FARMINGTON — More than 6 million people were murdered under the black crosshairs of a symbol that is known to the world as the Nazi swastika.

Today, more than a year after three men allegedly branded that symbol on the arm of an American Indian with mental disabilities, the first of the three trials will be heard in court.

The case against William Hatch, 29, who along with Paul Beebe, 27, and Jesse Sanford, 25, faces first-degree felony kidnapping, second-degree felony conspiracy to commit kidnapping, third-degree felony aggravated battery causing great bodily harm and fourth-degree felony conspiracy to commit aggravated battery, begins in Aztec District Court today.

Hatch faces more than 30 years in state prison if convicted for charges stemming from the April 29, 2010, incident in which the three men allegedly branded Vincent Kee, 22.

The men also are accused of shaving the swastika on the back of the man's head and drawing degrading pictures and speech on his body, including a pentagram, devil horns and the words "White Power," according to court records.

"The real significance of the case, whether the defendants know it or not, is the symbol, which is significant of a past regime that killed millions of people," Prosecutor Paul Wainwright said during Sanford's preliminary hearing.

Deemed a "heinous" crime in the national media, the incident received attention across the country, in large part because of the swastika symbol and because Kee suffers from fetal alcohol syndrome.


"The Farmington police and law enforcement in general are using this case to vindicate the white community with our local Native Americans, and they are doing it, in this case, on the back of a Native American," said Eric Morrow, Hatch's attorney.

Hatch, part Sioux and part Navajo, is a registered member of the Rosebud Sioux Nation, Morrow said.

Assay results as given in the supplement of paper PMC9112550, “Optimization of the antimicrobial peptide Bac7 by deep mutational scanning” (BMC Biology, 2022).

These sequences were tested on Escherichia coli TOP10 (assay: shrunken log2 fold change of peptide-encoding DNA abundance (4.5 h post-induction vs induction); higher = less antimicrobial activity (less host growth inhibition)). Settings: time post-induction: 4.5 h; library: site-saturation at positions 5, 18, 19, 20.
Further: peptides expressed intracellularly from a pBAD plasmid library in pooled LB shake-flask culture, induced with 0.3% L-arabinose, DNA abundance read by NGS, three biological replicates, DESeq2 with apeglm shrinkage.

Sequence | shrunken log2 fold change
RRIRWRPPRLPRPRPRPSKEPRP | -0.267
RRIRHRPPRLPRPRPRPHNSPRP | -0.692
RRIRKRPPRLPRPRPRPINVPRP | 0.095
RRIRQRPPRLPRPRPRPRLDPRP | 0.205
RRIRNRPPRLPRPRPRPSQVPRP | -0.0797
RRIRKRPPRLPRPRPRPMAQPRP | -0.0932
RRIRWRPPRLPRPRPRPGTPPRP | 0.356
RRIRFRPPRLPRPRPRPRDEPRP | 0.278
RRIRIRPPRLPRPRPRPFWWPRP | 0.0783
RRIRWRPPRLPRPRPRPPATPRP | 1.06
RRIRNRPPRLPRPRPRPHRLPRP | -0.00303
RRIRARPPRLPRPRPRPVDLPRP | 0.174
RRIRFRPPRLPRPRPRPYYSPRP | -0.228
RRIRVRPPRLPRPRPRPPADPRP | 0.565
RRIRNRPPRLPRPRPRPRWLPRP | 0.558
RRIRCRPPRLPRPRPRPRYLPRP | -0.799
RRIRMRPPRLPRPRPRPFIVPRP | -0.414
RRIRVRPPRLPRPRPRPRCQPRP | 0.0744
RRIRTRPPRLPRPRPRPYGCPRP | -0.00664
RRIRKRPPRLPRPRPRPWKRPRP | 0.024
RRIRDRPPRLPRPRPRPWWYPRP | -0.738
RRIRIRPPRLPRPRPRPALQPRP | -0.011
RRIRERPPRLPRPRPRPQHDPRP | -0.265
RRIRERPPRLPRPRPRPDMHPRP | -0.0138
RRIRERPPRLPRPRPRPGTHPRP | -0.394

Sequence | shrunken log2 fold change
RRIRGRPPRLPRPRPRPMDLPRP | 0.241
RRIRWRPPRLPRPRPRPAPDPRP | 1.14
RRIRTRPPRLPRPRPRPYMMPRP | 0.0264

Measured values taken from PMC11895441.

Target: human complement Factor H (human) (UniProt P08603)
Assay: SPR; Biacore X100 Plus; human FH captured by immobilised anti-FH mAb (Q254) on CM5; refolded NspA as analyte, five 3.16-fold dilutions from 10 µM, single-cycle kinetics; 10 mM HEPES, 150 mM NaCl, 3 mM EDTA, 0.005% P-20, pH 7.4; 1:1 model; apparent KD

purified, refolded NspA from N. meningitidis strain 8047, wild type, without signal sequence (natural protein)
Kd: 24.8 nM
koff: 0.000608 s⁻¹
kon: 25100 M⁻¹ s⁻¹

The District Attorney's Office is pursuing hate crime charges against the three men, focusing primarily on Kee's mental state, as opposed to only race.

"We are simply prosecuting a violent crime directed at a disabled individual," Chief Deputy District Attorney Dustin O'Brien said in a phone interview Tuesday.

The cases don't end at the conclusion of the state's trials.

Six months following their arrests in San Juan County, a federal grand jury indicted all three men on federal hate-crime charges, using for the first known time since being signed into law the Matthew Shepard and James Byrd Jr. Hate Crimes Prevention Act.

"It's a young man who was victimized simply because of him happening to be Native American, and that is precisely the kind of conduct the statute sets out to address and criminalize," U.S. Attorney Kenneth Gonzales said following the indictment.

The federal trials are expected to begin at the conclusion of the state trials.

Investigators believe Kee met the three men at the McDonald's restaurant located at 4750 E. Main St., where they coerced Kee into a vehicle and drove him to Beebe's apartment on 28th Street.

Farmington police were tipped off to the incident after Kee showed the branding to several people at the 7 to 11 convenience store on 20th Street in Farmington in the early morning hours of April 30, where he walked after leaving Beebe's apartment.

The three men, the day after the incident, went to the Farmington Police Department and showed detectives videos depicting the pictures and their claims of Kee's consent to be branded, according to police records.

"I think the facts of this case, while they suggest race, it's much more in the nature of a prank, and then it's a question of whether the prank rises to the level of a criminal hazing," Morrow said.

Hatch on Jan. 2 signed a written plea agreement with The District Attorney's Office, but rescinded three days before pleading guilty in district court because he wanted a trial, Morrow said.

His fate, determined by a jury pool of people from San Juan County, could come as early as Friday, when the trial is expected to end.

Elizabeth Piazza: